AC 21, touch 11, flat-footed 21 (+2 deflection, +10 natural)
Immune ability damage (Str, Dex, Con), ability drain, critical hits, death effects, disease, energy drain, exhaustion, fatigue, mind-affecting effects, nonlethal damage, paralysis, poison, sleep, stunning, any effect that requires a Fortitude save (unless the effect also works on objects or is harmless), death from massive damage
Fort +7, Ref +3, Will +17
Weakness vulnerability to fire
Speed 20 ft. (4 squares)
Melee +1 heavy mace of disruption +11/+6 (1d8+7 plus disruption) or
slam +10 (1d8+4 plus disease)
Base Atk +7; Grp +11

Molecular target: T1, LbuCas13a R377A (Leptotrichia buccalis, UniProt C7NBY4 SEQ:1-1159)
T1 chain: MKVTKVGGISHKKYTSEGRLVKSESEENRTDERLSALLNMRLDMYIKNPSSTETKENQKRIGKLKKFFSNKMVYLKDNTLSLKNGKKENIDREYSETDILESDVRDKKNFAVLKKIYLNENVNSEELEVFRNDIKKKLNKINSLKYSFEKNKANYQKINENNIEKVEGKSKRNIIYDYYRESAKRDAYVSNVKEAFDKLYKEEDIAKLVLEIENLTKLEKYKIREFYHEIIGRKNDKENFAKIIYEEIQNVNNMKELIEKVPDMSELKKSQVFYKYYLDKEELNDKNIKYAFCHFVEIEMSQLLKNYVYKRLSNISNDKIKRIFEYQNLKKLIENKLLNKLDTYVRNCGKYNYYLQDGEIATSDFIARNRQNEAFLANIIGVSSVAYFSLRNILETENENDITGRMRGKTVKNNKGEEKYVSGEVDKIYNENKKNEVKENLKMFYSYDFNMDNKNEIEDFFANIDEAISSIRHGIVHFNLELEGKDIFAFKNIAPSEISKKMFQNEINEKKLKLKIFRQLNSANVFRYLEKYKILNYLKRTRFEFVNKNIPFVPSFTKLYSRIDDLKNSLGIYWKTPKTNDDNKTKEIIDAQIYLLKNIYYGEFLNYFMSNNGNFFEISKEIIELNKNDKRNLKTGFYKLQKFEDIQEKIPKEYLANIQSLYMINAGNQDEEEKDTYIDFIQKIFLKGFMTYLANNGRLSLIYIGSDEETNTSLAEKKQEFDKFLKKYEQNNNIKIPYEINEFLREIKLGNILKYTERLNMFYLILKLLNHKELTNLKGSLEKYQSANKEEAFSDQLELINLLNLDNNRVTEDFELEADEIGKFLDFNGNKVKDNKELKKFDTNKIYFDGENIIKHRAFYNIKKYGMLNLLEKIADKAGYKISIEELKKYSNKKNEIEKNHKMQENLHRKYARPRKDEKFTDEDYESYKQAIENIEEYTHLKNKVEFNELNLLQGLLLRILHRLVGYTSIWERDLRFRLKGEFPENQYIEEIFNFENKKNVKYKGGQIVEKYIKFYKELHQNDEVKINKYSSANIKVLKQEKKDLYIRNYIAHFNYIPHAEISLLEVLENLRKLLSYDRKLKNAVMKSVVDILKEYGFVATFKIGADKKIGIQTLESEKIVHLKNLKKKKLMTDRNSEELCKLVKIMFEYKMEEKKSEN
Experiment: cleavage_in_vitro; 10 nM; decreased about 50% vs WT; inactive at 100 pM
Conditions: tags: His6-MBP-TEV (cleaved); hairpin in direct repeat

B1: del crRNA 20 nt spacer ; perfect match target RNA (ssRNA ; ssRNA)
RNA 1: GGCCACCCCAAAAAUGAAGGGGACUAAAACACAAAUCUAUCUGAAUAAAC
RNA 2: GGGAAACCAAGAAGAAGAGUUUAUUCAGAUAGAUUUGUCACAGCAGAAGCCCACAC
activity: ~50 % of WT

Atk Options despair, mummy rot
Special Actions rebuke undead 13/day (+6, 2d6+12, 12th)
Combat Gear 3 potions of cause moderate wounds
Cleric Spells Prepared (CL 8th; effective caster level 10th for necromancy spells):
4th -- divine power, imbue with spell ability[D], inflict critical wounds (2) (DC 20)
3rd -- animate dead[D], dispel magic (2), magic vestment, protection from energy
2nd -- bull's strength, death knell[D] (DC 18), hold person (2) (DC 17), spiritual weapon
1st -- cause fear[D] (2) (DC 17), detect undead, divine favor, magic weapon, protection from good, shield of faith
0 -- detect magic (2), guidance, mending, read magic, resistance
D: Domain Spell. Domains: Death, Magic
Sorcerer Spells Known (CL 6th; effective caster level 8th for necromancy spells):
3rd (4/day) -- deep slumber (DC 19)
2nd (7/day) -- command undead (DC 19), resist energy
1st (8/day) -- charm person (DC 17), mage armor, magic missile, shield